Adams and Ollman is pleased to present Ruined Windows, an exhibition featuring glass sculptures by Jessica Jackson Hutchins as well as new collaborative works by Hutchins and the artist Marley Freeman.

Hutchins’ expansive practice includes sculpture, painting, collage, video, installation and performance. Well-known for her sprawling, layered sculptural assemblages composed of an array of everyday objects, some found, some personal, Hutchins explores and pushes materials, media, and meaning. The artist’s formally inventive works are accumulations of mundane rituals transformed into reverential objects that are as idiosyncratic as they are familiar. Through touch and accretion, Hutchins utilizes form, color, and reference to illuminate the connections between ourselves, the world, and the generative interactions therein.

In 2016, Hutchins began to experiment with glass as a new medium, first utilizing fused glass for a breakthrough site-specific piece at an abandoned Christian Science Church in rural Pendleton, OR and then going on to make a major new glass work for the Carnegie Museum of Art, Pittsburgh, PA and a permanent installation for the University of Oregon, Eugene, OR. Glass is now a fixture in Hutchins’ already wide-ranging interdisciplinary artistic vocabulary.

Central to the exhibition at Adams and Ollman is Presence, 2017, a free-standing sculpture that combines fused glass with the artist’s signature ceramics. Partially supported by an expressive metal line that frames and supports the glass and presents the viewer with a lumpy clay vessel, the sculpture, expressive and intimate, features ethereal passages of glass that compound into a rich assemblage of texture, color, light, and imagery.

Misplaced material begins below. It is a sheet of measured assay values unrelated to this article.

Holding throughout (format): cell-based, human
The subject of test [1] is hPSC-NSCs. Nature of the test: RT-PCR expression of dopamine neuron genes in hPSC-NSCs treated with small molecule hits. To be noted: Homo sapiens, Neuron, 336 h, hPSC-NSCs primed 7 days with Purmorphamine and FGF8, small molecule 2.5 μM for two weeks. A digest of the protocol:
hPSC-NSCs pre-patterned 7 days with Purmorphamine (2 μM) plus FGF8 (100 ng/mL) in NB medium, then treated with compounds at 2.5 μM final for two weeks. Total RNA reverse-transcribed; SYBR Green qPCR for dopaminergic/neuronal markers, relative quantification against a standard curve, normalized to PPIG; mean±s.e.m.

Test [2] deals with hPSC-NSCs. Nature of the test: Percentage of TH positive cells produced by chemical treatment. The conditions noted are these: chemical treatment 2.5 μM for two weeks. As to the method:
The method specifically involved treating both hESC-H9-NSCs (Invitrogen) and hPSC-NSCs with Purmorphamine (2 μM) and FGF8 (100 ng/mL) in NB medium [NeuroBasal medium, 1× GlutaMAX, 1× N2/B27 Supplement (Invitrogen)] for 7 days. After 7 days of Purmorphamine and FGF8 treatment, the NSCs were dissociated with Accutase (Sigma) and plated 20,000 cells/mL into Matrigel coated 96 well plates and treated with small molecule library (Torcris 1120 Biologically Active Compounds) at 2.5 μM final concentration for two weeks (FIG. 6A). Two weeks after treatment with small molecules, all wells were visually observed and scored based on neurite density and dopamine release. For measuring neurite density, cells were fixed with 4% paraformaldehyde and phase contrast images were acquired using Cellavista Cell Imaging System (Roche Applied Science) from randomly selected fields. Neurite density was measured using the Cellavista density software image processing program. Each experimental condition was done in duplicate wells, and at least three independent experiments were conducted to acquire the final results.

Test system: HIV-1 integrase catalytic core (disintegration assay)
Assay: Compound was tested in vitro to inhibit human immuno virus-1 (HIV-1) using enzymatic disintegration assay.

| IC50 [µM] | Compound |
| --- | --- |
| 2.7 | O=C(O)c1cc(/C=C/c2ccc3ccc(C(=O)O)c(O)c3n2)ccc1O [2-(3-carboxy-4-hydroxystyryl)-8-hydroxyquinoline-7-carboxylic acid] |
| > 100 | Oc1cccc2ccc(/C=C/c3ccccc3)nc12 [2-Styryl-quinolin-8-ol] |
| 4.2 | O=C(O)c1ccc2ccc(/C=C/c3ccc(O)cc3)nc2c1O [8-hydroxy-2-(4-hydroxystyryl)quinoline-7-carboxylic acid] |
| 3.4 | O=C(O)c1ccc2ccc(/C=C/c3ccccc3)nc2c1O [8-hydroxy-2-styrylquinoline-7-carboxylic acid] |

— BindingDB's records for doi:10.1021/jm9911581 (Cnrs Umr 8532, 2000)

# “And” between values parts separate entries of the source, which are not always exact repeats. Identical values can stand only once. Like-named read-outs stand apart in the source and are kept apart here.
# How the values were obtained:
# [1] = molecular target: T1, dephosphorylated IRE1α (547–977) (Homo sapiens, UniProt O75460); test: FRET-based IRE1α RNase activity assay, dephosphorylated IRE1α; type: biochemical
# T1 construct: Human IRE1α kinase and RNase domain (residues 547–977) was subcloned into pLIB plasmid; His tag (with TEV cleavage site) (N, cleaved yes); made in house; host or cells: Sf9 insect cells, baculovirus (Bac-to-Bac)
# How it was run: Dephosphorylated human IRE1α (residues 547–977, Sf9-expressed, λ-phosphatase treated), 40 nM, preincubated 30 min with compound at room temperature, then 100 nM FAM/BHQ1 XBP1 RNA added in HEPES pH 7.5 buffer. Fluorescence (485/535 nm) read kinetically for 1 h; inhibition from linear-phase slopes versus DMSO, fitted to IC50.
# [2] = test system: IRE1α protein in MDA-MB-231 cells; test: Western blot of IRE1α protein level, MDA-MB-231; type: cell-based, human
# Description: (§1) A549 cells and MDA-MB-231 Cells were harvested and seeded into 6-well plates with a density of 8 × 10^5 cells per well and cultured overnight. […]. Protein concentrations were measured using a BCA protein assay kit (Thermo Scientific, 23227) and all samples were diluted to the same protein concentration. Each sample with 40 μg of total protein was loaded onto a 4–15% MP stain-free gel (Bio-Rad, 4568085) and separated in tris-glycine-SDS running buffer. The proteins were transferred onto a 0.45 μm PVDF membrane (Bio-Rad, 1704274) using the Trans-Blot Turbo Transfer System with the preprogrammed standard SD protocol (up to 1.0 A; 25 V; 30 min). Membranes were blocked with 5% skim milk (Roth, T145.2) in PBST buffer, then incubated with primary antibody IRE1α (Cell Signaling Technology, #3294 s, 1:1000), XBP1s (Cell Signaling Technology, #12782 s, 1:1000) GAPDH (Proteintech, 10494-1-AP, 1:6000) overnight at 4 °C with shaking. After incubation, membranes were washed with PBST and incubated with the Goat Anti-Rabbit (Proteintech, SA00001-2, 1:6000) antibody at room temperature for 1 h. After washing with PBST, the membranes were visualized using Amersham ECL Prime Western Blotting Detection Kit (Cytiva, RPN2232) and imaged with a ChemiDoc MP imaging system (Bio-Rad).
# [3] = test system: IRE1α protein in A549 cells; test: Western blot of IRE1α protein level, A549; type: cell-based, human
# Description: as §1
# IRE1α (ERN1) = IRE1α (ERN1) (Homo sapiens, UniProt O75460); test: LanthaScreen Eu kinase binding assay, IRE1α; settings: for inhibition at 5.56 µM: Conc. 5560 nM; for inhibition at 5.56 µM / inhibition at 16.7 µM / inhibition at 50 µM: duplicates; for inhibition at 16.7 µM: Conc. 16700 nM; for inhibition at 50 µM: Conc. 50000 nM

Symbolic references to the spectrum of human emotion—teardrops, a prominent exclamation mark, swirls of color overlaid with sharp edges and tangled patterns—meet allusions to the body through the visible signs of work done by human hands. Also on view will be new collaborative works that combine Hutchins' emotive glass works with shaped abstract paintings by Marley Freeman, known for her oil and acrylic paintings on linen and canvas. The resulting works are dynamic formal experiments that push the boundaries of visual language, urgently calling attention to the outer limits of image-making, language, and rationality.

Jessica Jackson Hutchins (b. 1971 in Chicago, IL; lives and works in Portland, OR) has recently had solo exhibitions at Columbus College of Art and Design, Columbus, OH; the Aldrich Contemporary Art Museum, Ridgefield, CT; the Hepworth Wakefield Museum, West Yorkshire, UK; the Broad Art Museum, East Lansing, MI; and the Institute of Contemporary Art, Boston, MA. Significant group exhibitions include Makeshift at the John Michael Kohler Arts Center, Sheboygan, WI, where Hutchins first premiered her performance work; The Encyclopedic Palace, 55th Venice Biennale, Venice, Italy; and The Whitney Biennial, Whitney Museum of American Art, New York, NY.

Her work is included in the collections of the Museum of Modern Art, New York, NY; the San Francisco Museum of Modern Art, San Francisco, CA; Museum of Contemporary Art, Chicago, IL; Brooklyn Museum, Brooklyn, NY; Hammer Museum, Los Angeles, CA; Margulies Collection, Miami, FL; and the Portland Art Museum, Portland, OR. In 2022, Hutchins was awarded a 2022 Guggenheim Fellowship and in 2020, received the Merit Medal for Sculpture from the American Academy of Arts and Letters. She holds a BA in Art History from Oberlin College, OH, and an MFA from the School of the Art Institute of Chicago, IL.

Marley Freeman (b. 1981 in Boston, MA, lives and works in New York, NY) has had recent solo exhibitions at Parker Gallery, Los Angeles, CA; Karma, New York, NY; Travesía Cuatro, Guadalajara, Mexico; and Janice Guy at MBnb, New York, NY. Freeman’s work can be found in the collections of the Crocker Art Museum, Sacramento, CA; Los Angeles County Museum of Art, Los Angeles, CA; RISD Museum, Providence, RI; San Antonio Museum of Art, San Antonio, TX; Whitney Museum of Art, New York, NY; University of Colorado Art Museum, Boulder, CO; and the Hessel Museum of Art, Annandale-On-Hudson, NY.